Small North Carolina Healthcare Provider to Pay $25,000 to Settle HIPAA Security Rule Violation

The HHS’ Office for Civil Rights (OCR) stated that the Metropolitan Community Health Services has agreed to pay $25,000 to settle its HIPAA Security Rule violations.

Metropolitan Community Health Services based in Washington, NC is a Federally Qualified Health Center that offers integrated medical, behavioral health, dental & pharmaceutical services for grownups and kids. Doing business as Agape Health Services, Metro offers marked down healthcare services to the underserved citizenry in rural North Carolina. It has about 43 workers and 3,100 patients every year.

Metropolitan Community Health Services submitted a report to OCR on June 9, 2011 regarding a breach potentially impacting 1,263 patients’ protected health information. OCR carried out a compliance audit to determine if the breach was due to HIPAA rules noncompliance. The OCR audit revealed Metro’s persistent, systemic noncompliance with the HIPAA Security Rule.

Before the data breach, Metropolitan Community Health Service was unable to carry out HIPAA Security Rule policies and procedures, which violates 45 C.F.R. §164.316. It also failed to conduct an appropriate and comprehensive evaluation of the likely risks to the integrity, confidentiality, and availability of ePHI, which violates 45 C.F.R. § 164.308(a)(l )(ii)(A). In spite of doing business starting 1999, Metro did not provide its workforce with any HIPAA security awareness and training before June 30, 2016, which violates 45 C.F.R. §164.308(a)(5).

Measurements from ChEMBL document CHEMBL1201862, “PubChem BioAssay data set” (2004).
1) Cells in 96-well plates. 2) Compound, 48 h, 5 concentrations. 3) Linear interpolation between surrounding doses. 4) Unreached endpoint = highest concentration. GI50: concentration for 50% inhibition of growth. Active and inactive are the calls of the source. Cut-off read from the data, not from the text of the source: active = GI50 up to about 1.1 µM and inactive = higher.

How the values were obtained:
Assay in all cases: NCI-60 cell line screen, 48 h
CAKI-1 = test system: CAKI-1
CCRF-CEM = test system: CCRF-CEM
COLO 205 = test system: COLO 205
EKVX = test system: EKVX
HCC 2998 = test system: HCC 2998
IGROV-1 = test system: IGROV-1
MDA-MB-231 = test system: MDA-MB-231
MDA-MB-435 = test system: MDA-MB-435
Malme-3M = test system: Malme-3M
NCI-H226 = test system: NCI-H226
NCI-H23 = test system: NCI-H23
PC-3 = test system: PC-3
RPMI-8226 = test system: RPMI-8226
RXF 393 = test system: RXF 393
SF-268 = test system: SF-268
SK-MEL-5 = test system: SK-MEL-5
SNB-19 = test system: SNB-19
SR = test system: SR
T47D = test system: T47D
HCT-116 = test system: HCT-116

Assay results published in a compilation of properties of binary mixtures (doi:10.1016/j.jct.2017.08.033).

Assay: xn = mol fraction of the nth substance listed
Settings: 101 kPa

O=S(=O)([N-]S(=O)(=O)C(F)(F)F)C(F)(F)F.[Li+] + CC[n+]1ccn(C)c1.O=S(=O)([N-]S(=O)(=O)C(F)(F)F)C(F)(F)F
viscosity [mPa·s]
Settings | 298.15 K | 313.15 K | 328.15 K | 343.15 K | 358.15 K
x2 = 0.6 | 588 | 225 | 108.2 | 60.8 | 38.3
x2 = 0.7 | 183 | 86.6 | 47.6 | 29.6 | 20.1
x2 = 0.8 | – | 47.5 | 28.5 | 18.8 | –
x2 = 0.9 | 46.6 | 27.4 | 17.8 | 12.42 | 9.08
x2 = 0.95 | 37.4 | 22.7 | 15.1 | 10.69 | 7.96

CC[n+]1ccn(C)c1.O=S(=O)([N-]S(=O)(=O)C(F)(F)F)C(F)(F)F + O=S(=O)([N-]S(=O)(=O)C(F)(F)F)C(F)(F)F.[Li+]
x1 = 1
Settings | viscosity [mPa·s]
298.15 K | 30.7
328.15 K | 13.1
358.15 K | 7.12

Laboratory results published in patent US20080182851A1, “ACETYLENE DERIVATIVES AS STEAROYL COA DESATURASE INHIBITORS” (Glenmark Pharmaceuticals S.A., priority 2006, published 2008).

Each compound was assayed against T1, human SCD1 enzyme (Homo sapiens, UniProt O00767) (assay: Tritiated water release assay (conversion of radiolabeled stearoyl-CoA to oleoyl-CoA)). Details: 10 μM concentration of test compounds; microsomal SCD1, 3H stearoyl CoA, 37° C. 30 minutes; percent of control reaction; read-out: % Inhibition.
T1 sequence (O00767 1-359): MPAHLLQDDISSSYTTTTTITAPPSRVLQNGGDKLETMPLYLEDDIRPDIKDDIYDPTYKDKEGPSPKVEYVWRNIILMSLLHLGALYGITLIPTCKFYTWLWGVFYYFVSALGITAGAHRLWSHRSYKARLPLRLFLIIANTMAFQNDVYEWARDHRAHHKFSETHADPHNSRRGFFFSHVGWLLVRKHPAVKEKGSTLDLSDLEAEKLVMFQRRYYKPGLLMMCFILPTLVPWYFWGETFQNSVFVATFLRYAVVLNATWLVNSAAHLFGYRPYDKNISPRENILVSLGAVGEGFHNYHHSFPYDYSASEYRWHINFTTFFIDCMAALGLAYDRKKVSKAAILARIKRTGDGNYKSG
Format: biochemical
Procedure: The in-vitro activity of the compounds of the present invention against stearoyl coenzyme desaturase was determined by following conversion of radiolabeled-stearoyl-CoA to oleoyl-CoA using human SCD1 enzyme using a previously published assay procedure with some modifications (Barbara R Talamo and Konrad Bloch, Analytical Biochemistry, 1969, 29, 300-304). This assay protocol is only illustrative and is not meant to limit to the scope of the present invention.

When making a decision about a suitable settlement, OCR considered the size of the company and a number of other variables. Besides paying the $25,000 financial penalty to settle its violation of HIPAA, Metropolitan Community Health Services accepted the requirement to implement a strict corrective action plan and is going to make sure to implement the policies and procedures according to the standards mandated by HIPAA. Metropolitan Community Health Services’ compliance with the corrective action plan is going to be supervised for two years.

This HIPAA violation penalty is the second case enforced on a HIPAA covered entity this 2020 to settle a HIPAA Rules violation. The first case in March 2020 involved a $100,000 financial penalty paid by Steven A. Porter, M.D for its failure to comply with risk analysis and risk management requirements.

The fine demonstrates that healthcare companies, both big and small, need to comply with the HIPAA Guidelines. Health care companies are obligated to comply with the HIPAA Rules for their patients’ sake. When there’s a potential HIPAA violation, healthcare providers have the responsibility to their patients to immediately deal with problem areas to secure the health data of their patients.